|Type of paper:||Essay|
|Categories:||Censorship Court system Media Essays by pagecount|
By Ohio State Censorship Law, section 3 states that films have to be reviewed and censored by the Board. Moreover, the First Amendment is designated to protect citizens from government censorship. However, it is critical to note that the First Amendment protections are not unconditional (Petersen, 2014). The outcome of the nonconditional protection offered by the amendment resulted in the Supreme Court being questioned. Among the questions was the identification of protected speech and nonprotected speech, in the case of Times Films Corporation v. The city of Chicago, the film company, questioned the constitutionality of the censorship by the Chicago Board of Censors on the grounds of immorality and obscenity (Williams, 2015). The outcome of the case was the support of the censorship board. The case was appealed at the Seventh Circuit, which still upheld the Supreme Court decision claiming that both the First and Fourteenth Amendments do not protect public purveyors of immoral and obscene material (Williams, 2015). From the legal arguments, it is evident that the Cardigans do not have the right to air the commercial in the state of Ohio. It directly goes against rulings made to protect the public from obscene and immoral content.
In the case of WBLAH abridging the Cardigans, their approach of refusing to air the content is supported. The film after the assessment by the television station was refuted due to the content that was deemed unpresentable to children. According to the FCC (Federal Communications Commission), they define the content presented by the Cardigans as indecent. The federal body identifies the term “indecency” as the use of language, films, or any other material that is blatantly described and depicted as offensive as gauged by the contemporary community (Williams, 2015). Therefore, in other words, the television station would have faced legal litigations from the federal government if the Cardigan’s content was aired. Established under the Communications Act of 1934, the FCC can regulate television and radio content before being aired (Petersen, 2014). However, it should be noted that the content to be aired was obscene as it had material that children could not view. Obscenity is not protected under the First Amendment; therefore, WBLAH had every right to reject the material to be aired (Petersen, 2014). Indecency, on the other hand, was the view of the material by adults; though the First Amendment protects it, it only extends to adults.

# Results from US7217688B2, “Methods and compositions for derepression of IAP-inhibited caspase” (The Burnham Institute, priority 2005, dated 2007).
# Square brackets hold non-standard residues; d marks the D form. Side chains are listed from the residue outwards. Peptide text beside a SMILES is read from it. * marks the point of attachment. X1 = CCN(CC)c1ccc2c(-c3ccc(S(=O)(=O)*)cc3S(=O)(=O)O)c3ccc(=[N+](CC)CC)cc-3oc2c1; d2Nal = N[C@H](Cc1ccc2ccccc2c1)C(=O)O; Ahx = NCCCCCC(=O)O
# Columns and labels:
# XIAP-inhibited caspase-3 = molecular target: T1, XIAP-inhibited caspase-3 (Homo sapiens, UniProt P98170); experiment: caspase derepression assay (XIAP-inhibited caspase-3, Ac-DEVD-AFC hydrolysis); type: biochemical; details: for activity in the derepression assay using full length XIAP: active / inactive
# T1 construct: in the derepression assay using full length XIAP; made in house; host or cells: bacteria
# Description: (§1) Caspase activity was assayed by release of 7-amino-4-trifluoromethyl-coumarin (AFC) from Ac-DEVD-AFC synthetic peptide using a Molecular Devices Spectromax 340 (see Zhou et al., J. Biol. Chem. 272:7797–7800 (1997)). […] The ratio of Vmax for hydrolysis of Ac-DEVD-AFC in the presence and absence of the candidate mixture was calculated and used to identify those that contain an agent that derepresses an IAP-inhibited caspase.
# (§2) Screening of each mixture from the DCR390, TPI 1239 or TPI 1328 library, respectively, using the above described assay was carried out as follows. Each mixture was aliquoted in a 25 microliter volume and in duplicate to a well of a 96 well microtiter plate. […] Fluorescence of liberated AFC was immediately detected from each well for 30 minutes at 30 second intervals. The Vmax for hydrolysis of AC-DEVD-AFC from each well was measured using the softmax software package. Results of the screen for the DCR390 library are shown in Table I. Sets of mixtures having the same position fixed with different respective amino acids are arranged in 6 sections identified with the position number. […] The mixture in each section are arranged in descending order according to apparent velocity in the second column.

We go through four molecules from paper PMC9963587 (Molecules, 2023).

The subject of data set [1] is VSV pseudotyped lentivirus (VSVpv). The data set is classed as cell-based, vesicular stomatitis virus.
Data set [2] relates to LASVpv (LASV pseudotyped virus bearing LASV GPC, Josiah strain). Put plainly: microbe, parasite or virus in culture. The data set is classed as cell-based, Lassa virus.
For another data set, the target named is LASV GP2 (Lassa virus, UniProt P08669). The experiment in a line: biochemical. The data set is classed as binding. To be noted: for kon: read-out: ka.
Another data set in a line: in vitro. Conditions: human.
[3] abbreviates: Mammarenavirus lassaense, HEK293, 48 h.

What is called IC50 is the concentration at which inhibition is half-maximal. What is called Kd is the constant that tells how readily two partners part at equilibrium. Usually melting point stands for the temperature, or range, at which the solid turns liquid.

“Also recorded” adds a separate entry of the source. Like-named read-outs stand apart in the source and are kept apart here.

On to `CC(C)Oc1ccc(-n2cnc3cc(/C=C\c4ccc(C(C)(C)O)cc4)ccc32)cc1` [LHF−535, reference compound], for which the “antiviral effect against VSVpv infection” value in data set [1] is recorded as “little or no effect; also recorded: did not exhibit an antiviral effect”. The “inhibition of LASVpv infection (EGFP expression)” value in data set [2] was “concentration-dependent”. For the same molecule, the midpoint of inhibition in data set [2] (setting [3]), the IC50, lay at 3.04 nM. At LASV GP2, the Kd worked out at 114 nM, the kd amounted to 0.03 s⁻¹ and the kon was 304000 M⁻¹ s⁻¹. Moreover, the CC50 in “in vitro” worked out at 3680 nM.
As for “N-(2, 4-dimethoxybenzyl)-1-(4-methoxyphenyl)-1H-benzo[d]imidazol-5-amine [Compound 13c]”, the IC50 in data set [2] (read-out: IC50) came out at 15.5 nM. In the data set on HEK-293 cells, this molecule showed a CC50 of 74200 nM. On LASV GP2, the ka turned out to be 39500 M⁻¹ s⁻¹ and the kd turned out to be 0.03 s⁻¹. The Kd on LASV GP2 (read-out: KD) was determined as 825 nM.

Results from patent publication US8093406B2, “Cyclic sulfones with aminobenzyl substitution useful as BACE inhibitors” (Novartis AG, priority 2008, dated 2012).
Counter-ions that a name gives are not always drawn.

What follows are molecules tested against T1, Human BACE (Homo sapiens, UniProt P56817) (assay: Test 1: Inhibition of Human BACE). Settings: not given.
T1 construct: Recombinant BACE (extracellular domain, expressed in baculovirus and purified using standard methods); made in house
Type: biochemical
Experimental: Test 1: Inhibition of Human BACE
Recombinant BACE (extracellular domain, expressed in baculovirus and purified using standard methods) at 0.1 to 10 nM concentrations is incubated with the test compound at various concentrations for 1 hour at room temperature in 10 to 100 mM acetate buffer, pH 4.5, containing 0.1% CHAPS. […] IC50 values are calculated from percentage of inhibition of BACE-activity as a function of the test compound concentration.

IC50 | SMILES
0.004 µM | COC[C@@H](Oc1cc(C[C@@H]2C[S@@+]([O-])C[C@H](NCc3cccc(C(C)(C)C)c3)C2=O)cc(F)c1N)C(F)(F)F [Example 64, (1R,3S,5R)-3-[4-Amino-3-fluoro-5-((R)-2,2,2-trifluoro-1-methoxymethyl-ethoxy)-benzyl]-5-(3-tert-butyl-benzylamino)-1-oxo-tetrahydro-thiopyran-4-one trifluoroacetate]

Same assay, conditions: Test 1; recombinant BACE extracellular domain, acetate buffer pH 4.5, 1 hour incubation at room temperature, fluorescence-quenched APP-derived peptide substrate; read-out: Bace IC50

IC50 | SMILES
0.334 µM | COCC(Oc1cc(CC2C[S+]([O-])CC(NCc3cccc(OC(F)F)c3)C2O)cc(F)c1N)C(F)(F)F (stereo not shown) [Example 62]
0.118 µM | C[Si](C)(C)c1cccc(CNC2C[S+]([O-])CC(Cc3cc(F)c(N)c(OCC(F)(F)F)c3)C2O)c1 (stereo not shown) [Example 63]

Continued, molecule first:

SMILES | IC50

As per the case of Children’s Television v. FCC, the Court of Appeal in the District of Colombia upheld the protection offered to children by the Telecommunications Act of 1992 (Petersen, 2014). Under the children's protection, indecent media was allowed to be aired between 10 p.m. and 6 a.m. periods in which children are not watching the television. In the Court of Appeals, the Supreme Court decision of the FCC v. Pacifica Foundation (1978) was upheld (Petersen, 2014). The District of Colombia Courts acknowledged that broadcasting indecent material without any form of warming can be viewed as both offensive and unwelcome. The argument presented by the court was that if young children are gained access to indecent material, it was due to the pervasiveness of the broadcasting media (Williams, 2015). Thus, the court required broadcasters such as WBLAH to be stringent on the content of the air. The court intended to seek restrictive regulation to protect the public. Therefore, the argument presented, the case FCC v. Pacifica Foundation (1978), offers the best solution to the best strategy of airing indecent material.
Petersen, J. (2014). Can Moving Pictures Speak? Film, Speech, and Social Science in Early Twentieth-Century Law. Society For Cinema & Media Studies, 53(3), 76-99. Retrieved 13 June 2020, from https://www.jstor.org/stable/43653621.
Williams, B. (2015). Obscenity and film censorship. Cambridge University Press.
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